Ochrobactrum anthropi

Ochrobactrum anthropi is a motile, catalase-positive, oxidase-positive, indole-negative, urease-positive, gram-negative rod. It is a non-fermenter, and grows on Choc, sheep blood, MacConkey and SS agar.

Phylogeny

Both Ochrobactrum species, anthropi and intermedius cannot be distinguished biochemically. Ochrobactrum intermedius is phylogenetically positioned between O. anthropi and Brucella. Classifying Ochrobactrum and Brucella spp can be difficult due to similarities of the species (here, here, here and here). Ochrobacter anthropi consists of Achromobacter groups Vd (biotypes 1 and 2) and Achromobacter groups A, C and D.

Pathogenicity

Ochrobacter have been found in peritoneal dialysis patients, bacteremia in pediatric patient with CF, septicemia, endocarditis with or without sepsis,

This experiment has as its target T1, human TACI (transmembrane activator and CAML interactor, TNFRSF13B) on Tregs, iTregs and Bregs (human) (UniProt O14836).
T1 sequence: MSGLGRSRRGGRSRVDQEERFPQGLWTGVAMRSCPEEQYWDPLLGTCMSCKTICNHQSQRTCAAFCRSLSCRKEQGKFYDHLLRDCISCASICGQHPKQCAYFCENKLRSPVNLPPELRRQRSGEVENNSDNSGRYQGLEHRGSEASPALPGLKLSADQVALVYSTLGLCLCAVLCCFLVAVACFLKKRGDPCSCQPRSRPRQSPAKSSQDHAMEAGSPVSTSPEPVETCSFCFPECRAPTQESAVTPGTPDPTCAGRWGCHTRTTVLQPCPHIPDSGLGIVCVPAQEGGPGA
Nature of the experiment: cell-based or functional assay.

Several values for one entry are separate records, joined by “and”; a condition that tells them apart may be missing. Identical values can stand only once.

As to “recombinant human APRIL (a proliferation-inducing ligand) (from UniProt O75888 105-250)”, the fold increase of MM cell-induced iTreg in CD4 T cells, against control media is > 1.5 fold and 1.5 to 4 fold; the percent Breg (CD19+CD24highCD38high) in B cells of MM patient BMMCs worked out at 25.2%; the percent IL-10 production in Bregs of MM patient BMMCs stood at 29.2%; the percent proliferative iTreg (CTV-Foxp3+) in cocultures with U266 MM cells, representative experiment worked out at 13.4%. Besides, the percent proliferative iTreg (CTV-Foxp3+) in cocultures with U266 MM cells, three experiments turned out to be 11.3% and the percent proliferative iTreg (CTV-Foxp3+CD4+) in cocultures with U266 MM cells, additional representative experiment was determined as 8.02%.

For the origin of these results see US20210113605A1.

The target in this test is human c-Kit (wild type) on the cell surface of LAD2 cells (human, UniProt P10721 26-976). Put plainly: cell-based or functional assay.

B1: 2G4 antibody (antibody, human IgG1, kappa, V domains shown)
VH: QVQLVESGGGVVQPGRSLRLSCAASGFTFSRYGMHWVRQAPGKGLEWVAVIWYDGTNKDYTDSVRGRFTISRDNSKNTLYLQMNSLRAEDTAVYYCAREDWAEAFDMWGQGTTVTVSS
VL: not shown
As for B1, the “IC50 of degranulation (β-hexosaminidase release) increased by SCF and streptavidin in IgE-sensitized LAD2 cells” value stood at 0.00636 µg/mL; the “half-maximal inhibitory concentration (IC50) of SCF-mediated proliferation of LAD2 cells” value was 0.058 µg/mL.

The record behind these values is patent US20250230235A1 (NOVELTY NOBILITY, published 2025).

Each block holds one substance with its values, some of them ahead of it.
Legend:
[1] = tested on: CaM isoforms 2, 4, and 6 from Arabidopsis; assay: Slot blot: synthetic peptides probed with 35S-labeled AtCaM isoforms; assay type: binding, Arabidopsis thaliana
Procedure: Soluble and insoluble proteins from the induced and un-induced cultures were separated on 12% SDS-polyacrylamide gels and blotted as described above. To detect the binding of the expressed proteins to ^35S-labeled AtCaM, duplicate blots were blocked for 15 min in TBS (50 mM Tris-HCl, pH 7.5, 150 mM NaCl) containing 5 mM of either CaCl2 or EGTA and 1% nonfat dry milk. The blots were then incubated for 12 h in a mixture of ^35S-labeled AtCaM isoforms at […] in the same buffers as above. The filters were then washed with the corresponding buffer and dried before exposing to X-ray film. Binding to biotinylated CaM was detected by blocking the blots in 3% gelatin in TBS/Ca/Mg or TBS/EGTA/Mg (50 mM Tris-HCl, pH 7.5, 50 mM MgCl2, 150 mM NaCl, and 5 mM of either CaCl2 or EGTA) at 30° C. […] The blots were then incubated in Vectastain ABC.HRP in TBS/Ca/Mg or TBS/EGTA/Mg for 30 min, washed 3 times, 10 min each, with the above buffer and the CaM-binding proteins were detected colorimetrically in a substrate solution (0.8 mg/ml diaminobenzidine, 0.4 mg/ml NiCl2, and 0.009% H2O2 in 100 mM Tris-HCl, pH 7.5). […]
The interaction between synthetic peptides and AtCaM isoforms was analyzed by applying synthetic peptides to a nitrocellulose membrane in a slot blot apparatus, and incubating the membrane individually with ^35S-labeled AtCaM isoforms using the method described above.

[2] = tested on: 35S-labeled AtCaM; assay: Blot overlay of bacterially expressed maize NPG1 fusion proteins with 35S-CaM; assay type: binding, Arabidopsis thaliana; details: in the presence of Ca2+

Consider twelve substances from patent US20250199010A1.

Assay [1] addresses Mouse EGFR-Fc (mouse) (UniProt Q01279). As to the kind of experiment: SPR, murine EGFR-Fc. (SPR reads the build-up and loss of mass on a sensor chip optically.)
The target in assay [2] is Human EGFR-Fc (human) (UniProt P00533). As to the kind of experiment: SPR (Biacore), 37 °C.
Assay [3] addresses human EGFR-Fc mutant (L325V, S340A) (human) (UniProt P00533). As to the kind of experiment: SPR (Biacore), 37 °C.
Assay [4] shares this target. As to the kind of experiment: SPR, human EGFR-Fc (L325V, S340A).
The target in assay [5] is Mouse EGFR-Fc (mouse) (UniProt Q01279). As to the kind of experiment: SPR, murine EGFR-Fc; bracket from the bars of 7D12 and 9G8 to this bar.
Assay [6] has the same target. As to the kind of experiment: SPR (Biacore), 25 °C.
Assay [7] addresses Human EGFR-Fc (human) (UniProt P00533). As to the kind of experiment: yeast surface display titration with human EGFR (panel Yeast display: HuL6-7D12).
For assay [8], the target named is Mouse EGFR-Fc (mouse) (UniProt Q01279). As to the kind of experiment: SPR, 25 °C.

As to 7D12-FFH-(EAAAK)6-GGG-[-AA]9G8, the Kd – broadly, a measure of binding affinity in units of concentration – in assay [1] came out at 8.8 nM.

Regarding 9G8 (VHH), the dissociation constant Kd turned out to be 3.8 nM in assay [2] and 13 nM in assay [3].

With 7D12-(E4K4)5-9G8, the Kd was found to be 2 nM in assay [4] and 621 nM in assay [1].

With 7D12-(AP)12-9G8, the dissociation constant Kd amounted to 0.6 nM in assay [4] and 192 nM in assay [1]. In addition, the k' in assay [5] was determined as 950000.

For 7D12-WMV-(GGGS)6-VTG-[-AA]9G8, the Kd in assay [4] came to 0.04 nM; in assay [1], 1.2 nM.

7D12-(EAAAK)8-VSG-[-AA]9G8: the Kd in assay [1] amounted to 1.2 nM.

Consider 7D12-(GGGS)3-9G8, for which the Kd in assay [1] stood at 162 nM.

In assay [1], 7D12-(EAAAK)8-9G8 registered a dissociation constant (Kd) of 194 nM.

Susceptibility

Ochrobacter spp are usually resistant to betalactam antibiotics: penicillins and broad-spectrum cephalosporins, aztreonam and amoxicillin-clavulanate but susceptible to aminoglycosides, fluoroquinolones, imipenem, tetracycline and trimethprim-sulfamethoxazole (from Murray 9th).

This isolate (pdf) was found susceptible to gentamicin, amikacin, trimethoprim-sulfamethoxazole, imipenem and ciprofloxacin but resistant to betalactams other than carbapenems, erytromycin and cholamphenicol.

In general, isolates of Ochrobactrum anthropi are widely resistant to chloramphenicol and β-lactams, particularly cephalosporins, and penicillins. Co-trimoxazole (trimethoprim-sulfamethoxazole), quinolones, and aminoglycosides, particularly amikacin and gentamicin, appear to be the most active antibiotics.

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Related posts:

  1. Laribacter hongkongensis
  2. Aminoglycosides and Enterococci
  3. Capnocytophaga
  4. Non-fermenters
  5. Pseudomonas aeruginosa
  6. Stenotrophomonas maltophilia
  7. Proteus vulgaris
  8. Klebsiella oxytoca
  9. Chromobacterium
  10. Brucella – brucellosis

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